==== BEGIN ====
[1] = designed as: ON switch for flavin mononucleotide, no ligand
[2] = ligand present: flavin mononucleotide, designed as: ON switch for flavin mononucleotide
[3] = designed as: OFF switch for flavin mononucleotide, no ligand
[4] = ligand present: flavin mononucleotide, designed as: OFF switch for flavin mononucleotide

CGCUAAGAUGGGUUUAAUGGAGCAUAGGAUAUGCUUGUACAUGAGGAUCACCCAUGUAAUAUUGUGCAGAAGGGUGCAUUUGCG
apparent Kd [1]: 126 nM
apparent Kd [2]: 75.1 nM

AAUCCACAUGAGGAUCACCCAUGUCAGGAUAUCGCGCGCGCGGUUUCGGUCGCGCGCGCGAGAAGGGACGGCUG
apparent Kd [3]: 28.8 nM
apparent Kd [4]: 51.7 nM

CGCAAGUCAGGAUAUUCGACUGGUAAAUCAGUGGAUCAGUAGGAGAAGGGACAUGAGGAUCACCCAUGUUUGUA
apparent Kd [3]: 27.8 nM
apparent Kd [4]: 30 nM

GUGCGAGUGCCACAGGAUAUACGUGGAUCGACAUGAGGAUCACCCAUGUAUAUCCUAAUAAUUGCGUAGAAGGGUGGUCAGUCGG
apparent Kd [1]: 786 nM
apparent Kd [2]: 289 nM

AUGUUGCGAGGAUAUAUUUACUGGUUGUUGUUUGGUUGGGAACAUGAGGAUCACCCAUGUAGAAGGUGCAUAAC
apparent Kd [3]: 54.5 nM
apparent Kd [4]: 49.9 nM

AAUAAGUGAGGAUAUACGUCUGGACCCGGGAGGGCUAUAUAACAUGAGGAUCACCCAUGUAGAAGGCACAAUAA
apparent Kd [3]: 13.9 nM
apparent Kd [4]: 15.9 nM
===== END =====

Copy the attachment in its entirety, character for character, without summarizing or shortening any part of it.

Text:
[1] = designed as: ON switch for flavin mononucleotide, no ligand
[2] = ligand present: flavin mononucleotide, designed as: ON switch for flavin mononucleotide
[3] = designed as: OFF switch for flavin mononucleotide, no ligand
[4] = ligand present: flavin mononucleotide, designed as: OFF switch for flavin mononucleotide

CGCUAAGAUGGGUUUAAUGGAGCAUAGGAUAUGCUUGUACAUGAGGAUCACCCAUGUAAUAUUGUGCAGAAGGGUGCAUUUGCG
apparent Kd [1]: 126 nM
apparent Kd [2]: 75.1 nM

AAUCCACAUGAGGAUCACCCAUGUCAGGAUAUCGCGCGCGCGGUUUCGGUCGCGCGCGCGAGAAGGGACGGCUG
apparent Kd [3]: 28.8 nM
apparent Kd [4]: 51.7 nM

CGCAAGUCAGGAUAUUCGACUGGUAAAUCAGUGGAUCAGUAGGAGAAGGGACAUGAGGAUCACCCAUGUUUGUA
apparent Kd [3]: 27.8 nM
apparent Kd [4]: 30 nM

GUGCGAGUGCCACAGGAUAUACGUGGAUCGACAUGAGGAUCACCCAUGUAUAUCCUAAUAAUUGCGUAGAAGGGUGGUCAGUCGG
apparent Kd [1]: 786 nM
apparent Kd [2]: 289 nM

AUGUUGCGAGGAUAUAUUUACUGGUUGUUGUUUGGUUGGGAACAUGAGGAUCACCCAUGUAGAAGGUGCAUAAC
apparent Kd [3]: 54.5 nM
apparent Kd [4]: 49.9 nM

AAUAAGUGAGGAUAUACGUCUGGACCCGGGAGGGCUAUAUAACAUGAGGAUCACCCAUGUAGAAGGCACAAUAA
apparent Kd [3]: 13.9 nM
apparent Kd [4]: 15.9 nM